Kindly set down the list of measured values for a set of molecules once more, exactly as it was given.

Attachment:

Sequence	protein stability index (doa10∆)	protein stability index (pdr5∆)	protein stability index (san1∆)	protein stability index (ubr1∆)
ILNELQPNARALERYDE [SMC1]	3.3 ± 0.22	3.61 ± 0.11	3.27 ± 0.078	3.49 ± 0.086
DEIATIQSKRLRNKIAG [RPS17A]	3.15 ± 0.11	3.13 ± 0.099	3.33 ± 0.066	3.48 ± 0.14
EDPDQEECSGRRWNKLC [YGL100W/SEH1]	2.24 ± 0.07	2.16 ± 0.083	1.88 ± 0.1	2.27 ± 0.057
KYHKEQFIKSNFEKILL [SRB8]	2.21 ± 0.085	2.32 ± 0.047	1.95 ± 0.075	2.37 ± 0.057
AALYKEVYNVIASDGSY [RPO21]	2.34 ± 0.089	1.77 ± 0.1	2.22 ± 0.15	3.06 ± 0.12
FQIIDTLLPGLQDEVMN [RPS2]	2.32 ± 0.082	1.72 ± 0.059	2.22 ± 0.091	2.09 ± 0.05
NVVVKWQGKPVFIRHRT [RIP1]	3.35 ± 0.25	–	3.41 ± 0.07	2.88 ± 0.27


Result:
Sequence	protein stability index (doa10∆)	protein stability index (pdr5∆)	protein stability index (san1∆)	protein stability index (ubr1∆)
ILNELQPNARALERYDE [SMC1]	3.3 ± 0.22	3.61 ± 0.11	3.27 ± 0.078	3.49 ± 0.086
DEIATIQSKRLRNKIAG [RPS17A]	3.15 ± 0.11	3.13 ± 0.099	3.33 ± 0.066	3.48 ± 0.14
EDPDQEECSGRRWNKLC [YGL100W/SEH1]	2.24 ± 0.07	2.16 ± 0.083	1.88 ± 0.1	2.27 ± 0.057
KYHKEQFIKSNFEKILL [SRB8]	2.21 ± 0.085	2.32 ± 0.047	1.95 ± 0.075	2.37 ± 0.057
AALYKEVYNVIASDGSY [RPO21]	2.34 ± 0.089	1.77 ± 0.1	2.22 ± 0.15	3.06 ± 0.12
FQIIDTLLPGLQDEVMN [RPS2]	2.32 ± 0.082	1.72 ± 0.059	2.22 ± 0.091	2.09 ± 0.05
NVVVKWQGKPVFIRHRT [RIP1]	3.35 ± 0.25	–	3.41 ± 0.07	2.88 ± 0.27